By Joel Feldman

The approaching summer season can be joyous for teenagers, but it's also potentially deadly, with the rate of teen deaths in car crashes expected to double.

This month marked the launch of an ambitious international plan to save lives and reduce injuries from automobile accidents. The Decade of Action Road Safety 2011-2020 is a collaborative effort of more than 50 countries spearheaded by the United Nations, with the goal of saving five million lives and preventing 50 million injuries. Decade of Action events have been coordinated around the world, including in Washington, where physicians, traffic-safety experts, engineers, insurers, legislators, and families affected by highway tragedies gathered to dedicate themselves to saving lives.

This event, and this movement, are personal to me. My wife and I were asked to participate because our daughter, Casey, was killed in a senseless highway accident in Ocean City in July 2009. Since that time, we have found some comfort in raising awareness of the dangers of distracted driving. But with awareness comes an unsettling realization that, here in Pennsylvania, our legislators could be doing much more to protect us.

Advocates for Highway and Auto Safety has rated the state's record on traffic-safety legislation as one of the country's seven worst. Seat-belt usage is essentially optional - it's not a primary offense for which a motorist can be stopped - and there are no laws against texting or handheld cellphone use while driving. Our lawmakers have also failed to enact commonsense legislation restricting the number of nonrelative passengers who can accompany a teen driver at any time.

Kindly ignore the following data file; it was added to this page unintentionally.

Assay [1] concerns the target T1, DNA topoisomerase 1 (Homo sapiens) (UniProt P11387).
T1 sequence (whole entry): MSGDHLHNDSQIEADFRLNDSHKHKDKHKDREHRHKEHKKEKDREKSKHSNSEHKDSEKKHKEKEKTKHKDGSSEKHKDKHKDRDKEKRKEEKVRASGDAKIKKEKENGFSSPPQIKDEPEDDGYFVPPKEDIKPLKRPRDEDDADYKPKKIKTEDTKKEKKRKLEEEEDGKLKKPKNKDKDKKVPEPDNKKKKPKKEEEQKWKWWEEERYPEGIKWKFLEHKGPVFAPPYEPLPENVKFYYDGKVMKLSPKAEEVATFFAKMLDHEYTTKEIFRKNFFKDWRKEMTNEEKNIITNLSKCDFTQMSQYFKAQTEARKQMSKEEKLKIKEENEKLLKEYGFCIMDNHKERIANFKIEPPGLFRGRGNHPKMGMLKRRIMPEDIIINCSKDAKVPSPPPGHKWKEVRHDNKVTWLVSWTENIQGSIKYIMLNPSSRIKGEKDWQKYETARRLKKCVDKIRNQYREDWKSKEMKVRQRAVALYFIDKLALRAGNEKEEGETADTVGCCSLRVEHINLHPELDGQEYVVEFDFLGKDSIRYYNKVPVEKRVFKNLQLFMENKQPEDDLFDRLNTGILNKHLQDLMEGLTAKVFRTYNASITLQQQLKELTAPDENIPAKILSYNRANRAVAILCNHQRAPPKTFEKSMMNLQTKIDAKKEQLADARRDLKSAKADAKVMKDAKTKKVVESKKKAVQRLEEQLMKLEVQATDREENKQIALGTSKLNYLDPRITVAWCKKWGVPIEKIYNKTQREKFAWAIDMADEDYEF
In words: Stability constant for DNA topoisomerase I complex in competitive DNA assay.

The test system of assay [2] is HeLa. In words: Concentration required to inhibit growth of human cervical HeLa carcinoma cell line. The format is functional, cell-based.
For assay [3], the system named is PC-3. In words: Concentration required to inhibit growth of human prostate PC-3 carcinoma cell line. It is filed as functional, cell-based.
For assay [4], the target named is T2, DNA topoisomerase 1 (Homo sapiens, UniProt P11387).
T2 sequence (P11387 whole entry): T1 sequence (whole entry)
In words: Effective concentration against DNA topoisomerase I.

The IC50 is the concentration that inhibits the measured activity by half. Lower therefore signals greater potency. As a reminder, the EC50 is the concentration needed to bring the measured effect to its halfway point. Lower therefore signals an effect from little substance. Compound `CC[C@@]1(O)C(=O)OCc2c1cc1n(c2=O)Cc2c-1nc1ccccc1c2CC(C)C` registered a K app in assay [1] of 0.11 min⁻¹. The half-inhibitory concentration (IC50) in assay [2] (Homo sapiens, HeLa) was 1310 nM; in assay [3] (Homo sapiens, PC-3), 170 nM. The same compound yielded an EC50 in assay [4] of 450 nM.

A number of bills to address these glaring oversights have recently been approved by the state House. Some are stronger than others, but all would help raise our embarrassing ranking and, more important, ease the devastating loss of life.

My wife and I work to save lives so that other children can finish high school and college, find satisfying careers, marry, have children, and live full, productive lives. Isn't it time for our legislators to give more of our children that lasting graduation present?

Joel Feldman is an attorney practicing in Philadelphia. He can be reached at For more information on state traffic-safety laws, see